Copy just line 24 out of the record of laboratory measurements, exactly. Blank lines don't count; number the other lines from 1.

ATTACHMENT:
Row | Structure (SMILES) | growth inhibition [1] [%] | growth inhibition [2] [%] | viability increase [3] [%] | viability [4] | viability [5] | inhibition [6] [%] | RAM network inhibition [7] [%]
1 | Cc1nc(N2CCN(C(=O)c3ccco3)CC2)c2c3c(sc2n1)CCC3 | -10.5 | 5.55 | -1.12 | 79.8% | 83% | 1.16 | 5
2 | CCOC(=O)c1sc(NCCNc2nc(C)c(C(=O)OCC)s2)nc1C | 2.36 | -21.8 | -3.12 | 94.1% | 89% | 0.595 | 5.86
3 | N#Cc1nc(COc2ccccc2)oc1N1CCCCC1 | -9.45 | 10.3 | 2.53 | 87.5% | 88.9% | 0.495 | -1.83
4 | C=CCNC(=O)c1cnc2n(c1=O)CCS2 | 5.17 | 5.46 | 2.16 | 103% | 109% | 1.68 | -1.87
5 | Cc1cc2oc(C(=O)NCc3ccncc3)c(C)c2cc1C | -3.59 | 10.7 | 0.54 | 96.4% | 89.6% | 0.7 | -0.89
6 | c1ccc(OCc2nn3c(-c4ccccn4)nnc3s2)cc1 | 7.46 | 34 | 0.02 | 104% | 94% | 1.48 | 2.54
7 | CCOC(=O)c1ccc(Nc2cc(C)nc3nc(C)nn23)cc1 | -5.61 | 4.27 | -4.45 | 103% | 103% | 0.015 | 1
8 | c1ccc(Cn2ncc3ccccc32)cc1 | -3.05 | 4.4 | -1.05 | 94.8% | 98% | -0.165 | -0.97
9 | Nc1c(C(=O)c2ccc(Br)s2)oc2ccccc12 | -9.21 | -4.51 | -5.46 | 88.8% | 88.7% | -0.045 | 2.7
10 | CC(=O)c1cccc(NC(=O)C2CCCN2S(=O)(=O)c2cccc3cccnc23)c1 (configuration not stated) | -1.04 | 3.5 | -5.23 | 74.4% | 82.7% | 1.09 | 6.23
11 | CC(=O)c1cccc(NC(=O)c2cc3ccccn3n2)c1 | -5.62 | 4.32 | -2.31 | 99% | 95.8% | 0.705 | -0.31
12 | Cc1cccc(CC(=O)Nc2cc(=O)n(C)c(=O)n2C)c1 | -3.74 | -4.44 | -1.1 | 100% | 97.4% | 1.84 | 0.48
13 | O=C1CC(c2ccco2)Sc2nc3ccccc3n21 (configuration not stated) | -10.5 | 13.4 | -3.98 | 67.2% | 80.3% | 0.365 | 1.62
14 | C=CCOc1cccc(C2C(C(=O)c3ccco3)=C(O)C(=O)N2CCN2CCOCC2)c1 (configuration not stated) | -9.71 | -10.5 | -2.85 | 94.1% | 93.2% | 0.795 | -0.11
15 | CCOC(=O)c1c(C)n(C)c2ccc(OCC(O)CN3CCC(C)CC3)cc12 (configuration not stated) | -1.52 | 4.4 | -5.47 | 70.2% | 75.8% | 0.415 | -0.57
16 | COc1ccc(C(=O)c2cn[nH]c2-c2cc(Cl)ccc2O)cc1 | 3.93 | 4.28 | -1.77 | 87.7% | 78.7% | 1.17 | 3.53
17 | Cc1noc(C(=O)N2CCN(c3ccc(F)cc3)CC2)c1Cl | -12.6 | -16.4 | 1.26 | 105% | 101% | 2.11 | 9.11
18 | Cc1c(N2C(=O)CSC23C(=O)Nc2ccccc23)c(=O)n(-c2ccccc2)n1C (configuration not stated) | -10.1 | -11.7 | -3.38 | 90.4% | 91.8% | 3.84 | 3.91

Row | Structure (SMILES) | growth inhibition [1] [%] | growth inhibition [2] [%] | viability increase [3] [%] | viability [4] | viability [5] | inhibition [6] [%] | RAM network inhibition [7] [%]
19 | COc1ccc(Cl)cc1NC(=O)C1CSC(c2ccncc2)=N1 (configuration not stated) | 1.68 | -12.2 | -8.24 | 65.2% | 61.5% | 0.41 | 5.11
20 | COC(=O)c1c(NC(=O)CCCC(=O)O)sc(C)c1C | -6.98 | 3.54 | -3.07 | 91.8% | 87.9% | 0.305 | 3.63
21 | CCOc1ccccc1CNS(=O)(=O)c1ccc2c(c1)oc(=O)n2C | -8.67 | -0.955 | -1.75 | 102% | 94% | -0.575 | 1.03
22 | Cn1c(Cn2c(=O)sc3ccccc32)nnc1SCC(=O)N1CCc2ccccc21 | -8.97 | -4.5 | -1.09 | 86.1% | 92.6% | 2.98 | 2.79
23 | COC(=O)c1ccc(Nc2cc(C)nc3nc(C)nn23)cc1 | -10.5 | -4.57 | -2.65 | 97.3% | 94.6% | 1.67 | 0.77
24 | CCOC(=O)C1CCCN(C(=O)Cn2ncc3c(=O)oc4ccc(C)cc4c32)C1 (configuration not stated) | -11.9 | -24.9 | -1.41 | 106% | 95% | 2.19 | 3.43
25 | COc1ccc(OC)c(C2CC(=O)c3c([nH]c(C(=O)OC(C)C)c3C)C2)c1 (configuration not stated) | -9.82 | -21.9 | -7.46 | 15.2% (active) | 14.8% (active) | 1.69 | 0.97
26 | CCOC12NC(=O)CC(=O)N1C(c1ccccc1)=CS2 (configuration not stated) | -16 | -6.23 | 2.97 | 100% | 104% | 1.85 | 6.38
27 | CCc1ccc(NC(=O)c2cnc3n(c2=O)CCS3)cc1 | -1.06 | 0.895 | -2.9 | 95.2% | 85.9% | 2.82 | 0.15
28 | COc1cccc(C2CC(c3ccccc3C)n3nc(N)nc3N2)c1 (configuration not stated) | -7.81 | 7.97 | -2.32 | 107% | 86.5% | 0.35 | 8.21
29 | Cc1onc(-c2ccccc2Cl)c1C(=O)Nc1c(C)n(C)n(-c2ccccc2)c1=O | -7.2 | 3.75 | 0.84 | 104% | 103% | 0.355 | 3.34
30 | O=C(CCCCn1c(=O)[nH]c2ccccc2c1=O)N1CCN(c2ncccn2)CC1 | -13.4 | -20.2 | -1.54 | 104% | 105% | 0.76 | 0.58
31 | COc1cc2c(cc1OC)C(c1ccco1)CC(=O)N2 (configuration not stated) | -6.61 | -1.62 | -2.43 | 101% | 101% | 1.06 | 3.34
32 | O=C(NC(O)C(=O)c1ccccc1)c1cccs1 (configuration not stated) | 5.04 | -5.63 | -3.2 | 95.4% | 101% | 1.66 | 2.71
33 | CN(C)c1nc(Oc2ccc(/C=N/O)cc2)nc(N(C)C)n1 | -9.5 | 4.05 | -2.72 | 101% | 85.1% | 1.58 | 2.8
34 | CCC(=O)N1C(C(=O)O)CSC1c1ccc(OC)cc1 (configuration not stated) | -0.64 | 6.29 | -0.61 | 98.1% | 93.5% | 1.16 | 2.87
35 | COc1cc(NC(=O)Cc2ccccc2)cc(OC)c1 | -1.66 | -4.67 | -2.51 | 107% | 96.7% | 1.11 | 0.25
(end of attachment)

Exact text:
22 | Cn1c(Cn2c(=O)sc3ccccc32)nnc1SCC(=O)N1CCc2ccccc21 | -8.97 | -4.5 | -1.09 | 86.1% | 92.6% | 2.98 | 2.79